Freddy Marubini, the head of maths at Thengwe High School in Tshandama in Limpopo, is a man who is used to getting his way. He sets ambitious goals and then exceeds them. He describes himself as someone who is always shifting his goalposts, spending little time relaxing in the glow of a goal scored.
I met Marubini — dressed in sandals and short sleeves despite the winter chill, always ready with a smile and a joke expressed in his booming voice — when I travelled around the country meeting 16 can-do teachers.
The journey took me from Gansbaai, a finger north of the southernmost tip of Africa, to Tshandama, about 80km from the Limpopo River. You can read about this journey, and what we can learn from these teachers, in the recently published Where Light Shines Through, tales of resourceful teachers in South Africa’s no-fee public schools.
Marubini looked at me earnestly over the rims of his glasses, counting off the goals on his fingers. “You remember I wanted to get distinctions — we did that. I wanted learners to get full marks for maths. In 2018 four learners in the province got full marks for maths; three of them were from my school — so we did that.” His list goes on, and today Thengwe High — in a rural area about 24km from Thohoyandou — is one of South Africa’s top performing public schools in maths.
“One thing is for sure, I don’t want to fail,” said Marubini of what drives him in his work. “I would call myself hyper, somehow. If I do something, I want to do it well. If I am a teacher, I want to feel that I do it exceptionally well.”
I also met Jennifer Harrison, the softly spoken remedial teacher at Bedelia Primary School in Welkom, Free State. She spends much of her days on her feet, circulating among small groups of children, guiding them through the long journey of learning how to make sense from letters and words.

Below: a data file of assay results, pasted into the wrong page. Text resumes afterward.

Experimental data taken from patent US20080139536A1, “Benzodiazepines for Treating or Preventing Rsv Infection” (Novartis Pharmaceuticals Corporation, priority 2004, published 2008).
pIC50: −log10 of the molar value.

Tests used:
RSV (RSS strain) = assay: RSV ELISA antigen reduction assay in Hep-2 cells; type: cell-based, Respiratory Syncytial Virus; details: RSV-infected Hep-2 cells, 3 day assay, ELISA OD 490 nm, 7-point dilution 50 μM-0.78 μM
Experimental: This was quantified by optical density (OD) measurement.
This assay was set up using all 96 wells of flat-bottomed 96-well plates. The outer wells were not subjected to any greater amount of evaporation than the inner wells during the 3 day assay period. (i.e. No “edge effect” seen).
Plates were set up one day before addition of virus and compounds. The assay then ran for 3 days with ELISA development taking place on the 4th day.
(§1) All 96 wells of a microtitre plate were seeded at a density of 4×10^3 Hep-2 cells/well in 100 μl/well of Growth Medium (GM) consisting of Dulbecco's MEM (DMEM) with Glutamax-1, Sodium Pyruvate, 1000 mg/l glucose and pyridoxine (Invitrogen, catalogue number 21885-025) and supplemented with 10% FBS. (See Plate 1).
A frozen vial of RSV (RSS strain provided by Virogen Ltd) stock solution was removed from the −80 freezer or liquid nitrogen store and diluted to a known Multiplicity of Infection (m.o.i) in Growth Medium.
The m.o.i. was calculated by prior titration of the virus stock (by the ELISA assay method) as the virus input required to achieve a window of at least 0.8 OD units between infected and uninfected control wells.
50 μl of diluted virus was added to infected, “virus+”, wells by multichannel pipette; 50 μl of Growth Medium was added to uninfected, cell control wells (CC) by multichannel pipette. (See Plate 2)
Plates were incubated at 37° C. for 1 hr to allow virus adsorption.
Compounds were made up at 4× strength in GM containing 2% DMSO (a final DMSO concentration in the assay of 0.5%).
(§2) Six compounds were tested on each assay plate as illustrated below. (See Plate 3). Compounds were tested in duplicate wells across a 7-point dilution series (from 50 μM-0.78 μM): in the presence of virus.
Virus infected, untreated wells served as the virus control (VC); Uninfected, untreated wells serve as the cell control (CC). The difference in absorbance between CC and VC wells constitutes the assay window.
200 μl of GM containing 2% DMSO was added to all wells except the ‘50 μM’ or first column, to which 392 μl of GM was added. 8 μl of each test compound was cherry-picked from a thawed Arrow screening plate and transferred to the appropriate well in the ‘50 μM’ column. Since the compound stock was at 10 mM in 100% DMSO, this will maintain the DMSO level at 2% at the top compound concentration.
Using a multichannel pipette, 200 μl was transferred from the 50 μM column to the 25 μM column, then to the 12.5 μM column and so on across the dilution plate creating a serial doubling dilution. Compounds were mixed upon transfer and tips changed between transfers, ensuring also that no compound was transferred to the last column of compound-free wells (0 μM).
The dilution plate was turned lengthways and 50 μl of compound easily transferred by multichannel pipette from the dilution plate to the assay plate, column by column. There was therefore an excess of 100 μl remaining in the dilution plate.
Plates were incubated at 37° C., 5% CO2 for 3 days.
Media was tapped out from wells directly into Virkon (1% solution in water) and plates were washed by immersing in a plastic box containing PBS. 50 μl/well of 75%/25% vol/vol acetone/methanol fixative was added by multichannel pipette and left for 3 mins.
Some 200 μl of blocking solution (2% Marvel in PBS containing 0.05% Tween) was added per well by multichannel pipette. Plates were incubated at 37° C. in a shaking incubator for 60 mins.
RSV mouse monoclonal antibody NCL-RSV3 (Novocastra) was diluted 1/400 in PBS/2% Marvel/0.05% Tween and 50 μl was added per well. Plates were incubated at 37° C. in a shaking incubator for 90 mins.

Harrison’s humility wouldn’t allow her to express it in these words, but she is ambitious for her learners. She wants them to do well. She told me about the high school children she sees when she goes into town, who thank her for investing in them when they were in the early grades.
“I want to know that I have done a good job and that I have done it to the best of my ability,” she said. “I don’t want to be the person who has done a half-hearted job, floating along and just doing the basics. What’s the point of that? I want to be known as the person who gave her all.”
At about the time that I met Harrison, I read Man’s Search for Meaning, a slim and beautiful reflection on the meaning of life by Austrian psychiatrist and Holocaust survivor Viktor Frankl, who said: “Everything can be taken from someone but one thing: the last of the human freedoms — to choose one’s own attitude in any set of circumstances, to choose one’s own way.”
Where Light Shines Through is a testament to the power of attitude to change the world. Through 16 stories of exceptional teachers, it shows that, while our attitude to life is often informed by our experience, our attitude remains our choice. It’s our attitude that brings meaning and purpose to life, and a life lived purposefully is a powerful tool with which to bring light to the narrative of darkness that sometimes envelops South African society.